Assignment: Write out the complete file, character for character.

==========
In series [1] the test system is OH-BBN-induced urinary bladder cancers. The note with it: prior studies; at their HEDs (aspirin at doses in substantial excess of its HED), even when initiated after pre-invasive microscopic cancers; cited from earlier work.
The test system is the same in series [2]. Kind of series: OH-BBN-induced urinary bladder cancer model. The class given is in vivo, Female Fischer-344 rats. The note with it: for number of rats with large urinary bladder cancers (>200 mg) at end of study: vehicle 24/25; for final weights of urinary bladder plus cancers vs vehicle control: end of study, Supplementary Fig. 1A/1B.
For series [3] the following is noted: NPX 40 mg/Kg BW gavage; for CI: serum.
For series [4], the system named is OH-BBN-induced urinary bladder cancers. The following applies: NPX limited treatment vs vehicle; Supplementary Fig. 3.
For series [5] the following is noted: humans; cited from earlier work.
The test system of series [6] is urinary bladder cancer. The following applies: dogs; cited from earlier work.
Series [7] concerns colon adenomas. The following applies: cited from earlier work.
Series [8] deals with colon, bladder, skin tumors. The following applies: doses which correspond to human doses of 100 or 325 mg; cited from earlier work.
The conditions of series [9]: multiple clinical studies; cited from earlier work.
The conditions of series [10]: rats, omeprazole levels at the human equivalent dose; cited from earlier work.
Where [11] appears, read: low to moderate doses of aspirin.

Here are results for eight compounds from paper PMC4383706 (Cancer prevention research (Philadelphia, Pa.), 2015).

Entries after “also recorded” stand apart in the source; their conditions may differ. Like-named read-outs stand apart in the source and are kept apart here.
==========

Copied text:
In series [1] the test system is OH-BBN-induced urinary bladder cancers. The note with it: prior studies; at their HEDs (aspirin at doses in substantial excess of its HED), even when initiated after pre-invasive microscopic cancers; cited from earlier work.
The test system is the same in series [2]. Kind of series: OH-BBN-induced urinary bladder cancer model. The class given is in vivo, Female Fischer-344 rats. The note with it: for number of rats with large urinary bladder cancers (>200 mg) at end of study: vehicle 24/25; for final weights of urinary bladder plus cancers vs vehicle control: end of study, Supplementary Fig. 1A/1B.
For series [3] the following is noted: NPX 40 mg/Kg BW gavage; for CI: serum.
For series [4], the system named is OH-BBN-induced urinary bladder cancers. The following applies: NPX limited treatment vs vehicle; Supplementary Fig. 3.
For series [5] the following is noted: humans; cited from earlier work.
The test system of series [6] is urinary bladder cancer. The following applies: dogs; cited from earlier work.
Series [7] concerns colon adenomas. The following applies: cited from earlier work.
Series [8] deals with colon, bladder, skin tumors. The following applies: doses which correspond to human doses of 100 or 325 mg; cited from earlier work.
The conditions of series [9]: multiple clinical studies; cited from earlier work.
The conditions of series [10]: rats, omeprazole levels at the human equivalent dose; cited from earlier work.
Where [11] appears, read: low to moderate doses of aspirin.

Here are results for eight compounds from paper PMC4383706 (Cancer prevention research (Philadelphia, Pa.), 2015).

Entries after “also recorded” stand apart in the source; their conditions may differ. Like-named read-outs stand apart in the source and are kept apart here.